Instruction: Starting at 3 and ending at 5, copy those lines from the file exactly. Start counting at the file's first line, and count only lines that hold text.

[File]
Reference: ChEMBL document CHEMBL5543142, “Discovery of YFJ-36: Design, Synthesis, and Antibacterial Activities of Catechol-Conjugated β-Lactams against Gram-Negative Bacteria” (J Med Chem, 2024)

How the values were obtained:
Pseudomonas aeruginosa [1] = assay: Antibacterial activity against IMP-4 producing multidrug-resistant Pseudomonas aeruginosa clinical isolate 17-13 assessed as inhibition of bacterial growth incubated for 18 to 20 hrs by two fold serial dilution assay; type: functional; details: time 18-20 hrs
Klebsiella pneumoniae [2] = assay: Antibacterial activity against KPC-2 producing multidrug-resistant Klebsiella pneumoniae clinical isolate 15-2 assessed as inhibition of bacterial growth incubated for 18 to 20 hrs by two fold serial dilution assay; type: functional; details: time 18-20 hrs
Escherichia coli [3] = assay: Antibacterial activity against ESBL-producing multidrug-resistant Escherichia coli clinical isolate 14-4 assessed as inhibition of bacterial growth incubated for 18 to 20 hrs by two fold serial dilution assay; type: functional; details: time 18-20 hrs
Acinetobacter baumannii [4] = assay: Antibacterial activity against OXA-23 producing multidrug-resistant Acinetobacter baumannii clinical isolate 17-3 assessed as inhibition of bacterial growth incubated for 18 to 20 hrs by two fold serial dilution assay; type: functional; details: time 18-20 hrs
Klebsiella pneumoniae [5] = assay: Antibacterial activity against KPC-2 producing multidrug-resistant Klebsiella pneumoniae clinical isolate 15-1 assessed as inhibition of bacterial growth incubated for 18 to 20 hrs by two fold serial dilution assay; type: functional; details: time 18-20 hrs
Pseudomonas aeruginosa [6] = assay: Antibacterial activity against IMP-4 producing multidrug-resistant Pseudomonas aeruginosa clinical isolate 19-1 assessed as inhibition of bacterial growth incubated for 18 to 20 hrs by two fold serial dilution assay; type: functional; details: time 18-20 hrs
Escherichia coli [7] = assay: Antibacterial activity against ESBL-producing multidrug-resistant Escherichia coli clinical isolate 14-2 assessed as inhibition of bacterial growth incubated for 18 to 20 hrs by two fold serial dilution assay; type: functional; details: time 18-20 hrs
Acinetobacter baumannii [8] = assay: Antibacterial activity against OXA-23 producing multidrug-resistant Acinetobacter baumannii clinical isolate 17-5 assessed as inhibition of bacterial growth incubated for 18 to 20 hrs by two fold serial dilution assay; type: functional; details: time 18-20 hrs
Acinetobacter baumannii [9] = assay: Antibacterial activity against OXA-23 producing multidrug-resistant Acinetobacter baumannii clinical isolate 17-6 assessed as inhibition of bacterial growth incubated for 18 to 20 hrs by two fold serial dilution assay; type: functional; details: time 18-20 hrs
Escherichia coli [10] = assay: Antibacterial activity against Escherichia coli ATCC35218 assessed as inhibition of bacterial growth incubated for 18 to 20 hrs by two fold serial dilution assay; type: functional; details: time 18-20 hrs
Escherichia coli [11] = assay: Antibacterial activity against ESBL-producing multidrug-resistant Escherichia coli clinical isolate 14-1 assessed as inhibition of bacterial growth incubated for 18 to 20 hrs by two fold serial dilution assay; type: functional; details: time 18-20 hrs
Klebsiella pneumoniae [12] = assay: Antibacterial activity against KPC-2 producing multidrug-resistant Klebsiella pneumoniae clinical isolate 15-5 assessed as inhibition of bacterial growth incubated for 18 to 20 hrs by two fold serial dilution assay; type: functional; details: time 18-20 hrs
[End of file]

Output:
Pseudomonas aeruginosa [1] = assay: Antibacterial activity against IMP-4 producing multidrug-resistant Pseudomonas aeruginosa clinical isolate 17-13 assessed as inhibition of bacterial growth incubated for 18 to 20 hrs by two fold serial dilution assay; type: functional; details: time 18-20 hrs
Klebsiella pneumoniae [2] = assay: Antibacterial activity against KPC-2 producing multidrug-resistant Klebsiella pneumoniae clinical isolate 15-2 assessed as inhibition of bacterial growth incubated for 18 to 20 hrs by two fold serial dilution assay; type: functional; details: time 18-20 hrs
Escherichia coli [3] = assay: Antibacterial activity against ESBL-producing multidrug-resistant Escherichia coli clinical isolate 14-4 assessed as inhibition of bacterial growth incubated for 18 to 20 hrs by two fold serial dilution assay; type: functional; details: time 18-20 hrs